DIY digital camera
A rendering of what I'd like the camera to look like.
10 May 2012 - Inspired by the DigiLomo by Joel Pirela, I too wanted to make a good looking digital camera for cheap. I'd be making and designing it myself, facing a number of different challenges.
This will be the page I'll post the updates and the steps I made to make this project come true. And I'm giving myself till July 6, 2012 to make a working digital camera.
If you want more information about me, ask me questions, contact me, here are all the details! I'm Charles-Axel Pauwels, industrial design student, my twitter is @cpauwels, and you can contact me at capauwels [at] gmail [dot] com.
Now let's start making this camera, shall we?
The camera you see above is the one made by Joel Pirela, which I'll use as starting point. I hope my camera won't look too similar, but I'll be using the same materials (wood and aluminium), since they are cheap, easy to use, and they look really good together. Also, without specific machining equipment, the final result might also look very box-like.
Lessons learned from the DigiLomo
Let's start with the specifications:
- 5MPix sensor
- 50mm Olympus OM lens
- Powered by AAA batteries
- 1.8" screen
Doing some research, one thing that struck me as weird from the pictures taken with the DigiLomo, is that the viewing angle is about the one of a 50mm lens, but with the sensor (a very small one, I'll get to that later), there ought to be a crop factor of approximately 4 or 5, meaning theoretically the images would be like with a 200-250mm lens.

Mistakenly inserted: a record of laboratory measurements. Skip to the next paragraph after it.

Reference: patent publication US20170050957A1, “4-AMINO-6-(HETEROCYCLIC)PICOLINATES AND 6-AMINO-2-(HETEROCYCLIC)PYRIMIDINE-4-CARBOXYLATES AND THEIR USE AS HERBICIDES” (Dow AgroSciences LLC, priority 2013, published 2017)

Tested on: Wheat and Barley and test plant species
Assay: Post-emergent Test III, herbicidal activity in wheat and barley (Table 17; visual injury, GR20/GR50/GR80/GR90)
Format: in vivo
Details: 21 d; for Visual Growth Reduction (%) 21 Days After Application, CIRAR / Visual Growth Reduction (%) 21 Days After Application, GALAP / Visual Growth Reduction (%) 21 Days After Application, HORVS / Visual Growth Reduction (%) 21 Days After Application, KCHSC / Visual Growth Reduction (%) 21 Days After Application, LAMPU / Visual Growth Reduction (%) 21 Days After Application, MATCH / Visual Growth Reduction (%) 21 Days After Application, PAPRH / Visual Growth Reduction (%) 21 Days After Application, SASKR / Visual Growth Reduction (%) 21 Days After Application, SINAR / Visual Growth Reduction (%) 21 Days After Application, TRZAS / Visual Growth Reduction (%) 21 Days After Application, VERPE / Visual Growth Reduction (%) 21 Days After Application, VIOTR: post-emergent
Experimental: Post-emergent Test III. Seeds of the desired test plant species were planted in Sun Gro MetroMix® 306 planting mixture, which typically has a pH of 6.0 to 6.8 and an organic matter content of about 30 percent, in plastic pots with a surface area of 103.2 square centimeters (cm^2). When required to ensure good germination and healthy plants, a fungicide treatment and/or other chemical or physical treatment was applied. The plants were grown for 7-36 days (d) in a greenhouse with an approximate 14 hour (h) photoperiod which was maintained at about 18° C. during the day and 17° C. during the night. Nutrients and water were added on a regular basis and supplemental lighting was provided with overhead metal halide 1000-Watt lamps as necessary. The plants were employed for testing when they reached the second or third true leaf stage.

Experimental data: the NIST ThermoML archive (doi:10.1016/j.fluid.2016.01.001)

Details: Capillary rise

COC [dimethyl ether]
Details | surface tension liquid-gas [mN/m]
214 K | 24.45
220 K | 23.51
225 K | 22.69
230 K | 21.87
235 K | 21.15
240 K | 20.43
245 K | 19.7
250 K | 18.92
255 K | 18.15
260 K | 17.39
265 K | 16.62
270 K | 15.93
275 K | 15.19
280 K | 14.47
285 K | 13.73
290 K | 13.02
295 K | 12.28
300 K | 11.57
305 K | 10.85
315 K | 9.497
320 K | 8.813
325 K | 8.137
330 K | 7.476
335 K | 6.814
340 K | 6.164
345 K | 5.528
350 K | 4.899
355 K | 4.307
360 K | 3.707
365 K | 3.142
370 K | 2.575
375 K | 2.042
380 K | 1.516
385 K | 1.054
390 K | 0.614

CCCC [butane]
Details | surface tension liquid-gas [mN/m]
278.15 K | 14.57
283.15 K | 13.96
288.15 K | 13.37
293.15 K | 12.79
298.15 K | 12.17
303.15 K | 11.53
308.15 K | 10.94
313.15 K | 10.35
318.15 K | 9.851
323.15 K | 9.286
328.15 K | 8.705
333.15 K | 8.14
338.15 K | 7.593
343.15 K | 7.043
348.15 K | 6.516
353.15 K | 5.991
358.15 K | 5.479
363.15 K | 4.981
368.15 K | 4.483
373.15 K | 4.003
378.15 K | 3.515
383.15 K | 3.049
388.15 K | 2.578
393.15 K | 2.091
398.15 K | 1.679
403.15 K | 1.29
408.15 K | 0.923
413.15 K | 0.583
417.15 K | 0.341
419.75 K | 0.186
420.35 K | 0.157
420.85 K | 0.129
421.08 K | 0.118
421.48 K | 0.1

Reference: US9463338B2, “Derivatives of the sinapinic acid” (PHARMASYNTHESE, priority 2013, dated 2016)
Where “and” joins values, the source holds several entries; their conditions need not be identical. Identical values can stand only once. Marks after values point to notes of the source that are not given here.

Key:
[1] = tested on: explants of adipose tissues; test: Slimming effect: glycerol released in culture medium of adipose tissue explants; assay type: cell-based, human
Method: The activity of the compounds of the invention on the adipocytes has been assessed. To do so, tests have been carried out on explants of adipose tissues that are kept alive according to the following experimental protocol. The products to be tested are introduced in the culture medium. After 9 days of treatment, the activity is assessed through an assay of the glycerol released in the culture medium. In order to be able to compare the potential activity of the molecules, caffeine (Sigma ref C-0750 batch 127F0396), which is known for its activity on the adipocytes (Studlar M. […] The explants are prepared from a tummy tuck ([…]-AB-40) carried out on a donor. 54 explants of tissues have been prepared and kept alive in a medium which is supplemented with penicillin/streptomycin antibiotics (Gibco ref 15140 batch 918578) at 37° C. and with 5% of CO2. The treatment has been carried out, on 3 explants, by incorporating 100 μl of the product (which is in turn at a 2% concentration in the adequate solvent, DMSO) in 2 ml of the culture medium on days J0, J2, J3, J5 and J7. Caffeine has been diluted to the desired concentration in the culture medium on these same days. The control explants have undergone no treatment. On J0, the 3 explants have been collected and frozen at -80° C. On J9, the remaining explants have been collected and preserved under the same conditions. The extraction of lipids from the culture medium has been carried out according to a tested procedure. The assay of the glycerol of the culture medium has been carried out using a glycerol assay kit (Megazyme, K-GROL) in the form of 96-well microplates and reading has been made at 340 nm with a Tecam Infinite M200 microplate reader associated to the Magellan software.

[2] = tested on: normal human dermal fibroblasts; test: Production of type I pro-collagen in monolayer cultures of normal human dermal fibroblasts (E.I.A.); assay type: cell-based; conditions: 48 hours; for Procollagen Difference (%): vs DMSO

An other detail is that the Flange Focal Distance (distance between the lens and the sensor) of OM lenses is 46 mm, and clearly from the pictures this isn't the case. From my rudimentary knowledge about optics, I believed the camera wouldn't be able to focus to infinity. I've contacted Joel and that's indeed the case. The camera will never get far objects in focus. This for me wasn't acceptable, and thus one of the requirements of my camera would be infinity focus. The sensor being much closer to the lens is also why the field of view looks normal.
Joel disassembled a Vivitar Vivicam 5025 camera to use as a base for his project. It's one of the worst cameras you can buy. I wondered why he did this, except for the fact it is very cheap and he wanted to go for the "Lomography" style. I chose to go for a better sensor and screen, and tried to disassemble a Canon compact camera with a broken lens assembly, but that still showed an image when powering on. And this is when I understood why he used a cheap compact camera: zooming lenses on compact cameras can't be removed without:
- A whole lot of effort. I was stuck with a lens+sensor assembly I didn't know how to disassemble further
- Keeping the camera working. Assuming you manage to remove the lens, the camera will throw out lens errors and power off.
The ViviCam cameras are some of the cheapest cameras you can get. And they are so cheap for one reason: they don't have a lens that focuses. They have a hyperfocal fixed lens, meaning the lens is made so that everything after a certain distance is in focus, and thus the need for a focusing mechanism is not necessary. It is really cheap, and since it doesn't have any electronics, the camera has no way of knowing wether the lens is present or not, and thus removing it doesn't change the way the camera works. Which is excellent news for a homemade camera, and the primary reason why Joel chose this camera.
"Digital Lens" -- or the most analogue lens you'll find on any camera today. No electronics whatsoever.